Now it is exactly as if that sum had been deposited by him. This is how a deposit is ‘created’ by a bank. That is why it is said “every loans creates a deposit.” A cheque book is given to the borrower with the right to draw cheques up to the full amount of the loan, but interest is charged on the whole sum even though only a part is withdrawn. After the period, for which the money has been borrowed, is over, the borrower returns the amount with interest to the bank. Banks make most of their profits thus by giving loans.
8. Discounting Bills:
The discounting of bills by a bank is another way of lending money. The banks purchase these bills through bill-brokers and discount; companies of discount them directly for the merchants. These bills provide a very liquid asset (i.e., an asset which can be easily turned into cash). The banks immediately any cash for the bill after deducting the, discount (interest), and wait for the bill to mature when they get back its full value.
The investment in bills is considered quite safe, because a bill beats the security of two businessmen, the drawer as well as the drawer, so that if one proves dishonest or fails, the bank can claim the money from the other. This is regarded as the best investment by the banks. It is liquid, lucrative and safe. That is why it is said that a good bank manager knows the difference between a bill and a mortgage.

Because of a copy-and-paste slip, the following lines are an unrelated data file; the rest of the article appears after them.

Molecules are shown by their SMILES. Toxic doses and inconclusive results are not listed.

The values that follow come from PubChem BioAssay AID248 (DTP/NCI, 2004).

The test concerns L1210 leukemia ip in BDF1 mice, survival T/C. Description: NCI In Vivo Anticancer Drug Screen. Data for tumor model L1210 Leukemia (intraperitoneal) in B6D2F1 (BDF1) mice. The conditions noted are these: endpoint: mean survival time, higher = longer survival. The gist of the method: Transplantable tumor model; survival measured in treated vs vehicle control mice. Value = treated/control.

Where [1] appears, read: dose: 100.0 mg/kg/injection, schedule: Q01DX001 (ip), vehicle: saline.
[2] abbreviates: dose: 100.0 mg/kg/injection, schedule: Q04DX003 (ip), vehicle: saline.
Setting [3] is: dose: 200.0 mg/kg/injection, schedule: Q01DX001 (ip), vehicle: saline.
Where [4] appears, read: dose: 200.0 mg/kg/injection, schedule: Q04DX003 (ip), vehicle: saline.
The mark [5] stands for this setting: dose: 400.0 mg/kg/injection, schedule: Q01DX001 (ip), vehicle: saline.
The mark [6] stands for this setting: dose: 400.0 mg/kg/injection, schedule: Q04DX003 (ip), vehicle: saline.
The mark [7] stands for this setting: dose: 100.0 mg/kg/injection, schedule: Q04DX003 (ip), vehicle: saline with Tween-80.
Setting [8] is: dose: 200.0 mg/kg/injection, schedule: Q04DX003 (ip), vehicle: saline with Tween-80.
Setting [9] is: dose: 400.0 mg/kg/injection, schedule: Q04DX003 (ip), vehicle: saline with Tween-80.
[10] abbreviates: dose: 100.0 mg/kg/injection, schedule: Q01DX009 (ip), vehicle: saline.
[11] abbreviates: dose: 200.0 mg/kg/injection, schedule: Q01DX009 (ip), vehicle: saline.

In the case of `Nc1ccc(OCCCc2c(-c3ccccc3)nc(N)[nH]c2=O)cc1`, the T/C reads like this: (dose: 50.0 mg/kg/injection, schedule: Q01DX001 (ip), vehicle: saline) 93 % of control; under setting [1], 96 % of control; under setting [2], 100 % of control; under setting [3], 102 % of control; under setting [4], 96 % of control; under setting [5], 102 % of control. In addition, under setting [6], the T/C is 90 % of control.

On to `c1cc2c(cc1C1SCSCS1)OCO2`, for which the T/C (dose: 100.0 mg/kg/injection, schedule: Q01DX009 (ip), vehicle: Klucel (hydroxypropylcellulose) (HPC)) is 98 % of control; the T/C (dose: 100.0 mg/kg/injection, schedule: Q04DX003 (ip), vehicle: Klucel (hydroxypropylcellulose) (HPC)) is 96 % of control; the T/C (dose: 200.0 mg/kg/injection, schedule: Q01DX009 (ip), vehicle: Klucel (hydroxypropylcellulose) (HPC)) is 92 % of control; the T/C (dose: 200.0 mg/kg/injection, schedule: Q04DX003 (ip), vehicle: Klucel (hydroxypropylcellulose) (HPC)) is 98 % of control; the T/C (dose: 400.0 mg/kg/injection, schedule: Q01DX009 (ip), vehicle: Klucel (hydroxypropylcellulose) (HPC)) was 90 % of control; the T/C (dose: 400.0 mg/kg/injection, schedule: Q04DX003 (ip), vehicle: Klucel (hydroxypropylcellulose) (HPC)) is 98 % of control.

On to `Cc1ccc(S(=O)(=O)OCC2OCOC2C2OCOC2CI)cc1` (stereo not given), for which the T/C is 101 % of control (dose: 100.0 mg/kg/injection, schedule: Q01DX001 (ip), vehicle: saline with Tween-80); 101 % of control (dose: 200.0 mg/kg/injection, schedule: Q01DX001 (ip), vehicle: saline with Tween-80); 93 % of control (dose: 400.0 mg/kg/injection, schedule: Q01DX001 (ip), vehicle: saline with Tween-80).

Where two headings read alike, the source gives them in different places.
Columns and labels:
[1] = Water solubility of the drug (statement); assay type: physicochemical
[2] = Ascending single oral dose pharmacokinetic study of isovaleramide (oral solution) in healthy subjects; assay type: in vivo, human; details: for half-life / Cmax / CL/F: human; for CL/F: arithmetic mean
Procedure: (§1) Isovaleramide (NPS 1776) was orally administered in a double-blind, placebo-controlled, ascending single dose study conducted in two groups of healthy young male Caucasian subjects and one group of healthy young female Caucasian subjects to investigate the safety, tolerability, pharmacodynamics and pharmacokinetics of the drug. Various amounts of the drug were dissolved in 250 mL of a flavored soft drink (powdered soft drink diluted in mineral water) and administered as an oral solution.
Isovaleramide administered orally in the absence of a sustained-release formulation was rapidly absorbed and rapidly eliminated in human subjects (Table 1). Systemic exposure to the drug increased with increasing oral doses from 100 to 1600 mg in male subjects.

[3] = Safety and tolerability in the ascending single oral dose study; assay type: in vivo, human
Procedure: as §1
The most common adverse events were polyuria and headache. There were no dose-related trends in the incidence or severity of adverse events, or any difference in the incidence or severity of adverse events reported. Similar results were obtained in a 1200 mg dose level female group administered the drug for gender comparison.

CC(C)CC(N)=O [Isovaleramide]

9. Remitting Funds:
Banks remit funds-for their customers through bank draft to any place where they have branches or agencies. This is the cheapest way of sending money. It is also quite safe. Funds can also be remitted to foreign countries.
10. Miscellaneous Functions:
Besides these main functions, the banks perform several others as given below:
11. Safe Custody:
Ornaments and valuable documents can be kept in safe deposit with a bank, in its strong room fitted with lockers, on payment of a small sum per year. Thus the risk of theft is avoided.
12. Agency Functions:
The bank works as an agent of their constituents. They receive payments on their behalf. They collect rents, dividends on shares, etc. They pay insurance premia and make other payments as instructed by their depositors. They accept bills of exchange on behalf of their customers. They pass bills of lading or railway receipts to the purchasers of goods when they pay for them. This amount is passed on to the suppliers of goods.
They provide references about the financial position of their customers when required. They supply this information confidentially. This is done when their customers want to establish business connections with some new firms within or outside the country.
14. Letters of Credit:
In order to help the travelers, the banks issue letters of credit travelers’ cheques. A man going on a tour takes with him a letter of credit from his bank. It is mentioned there that he can be paid sums up to a certain limit. He shows this letter to banks in other places which make the payment to him and debit the bank which has issued the letter of credit.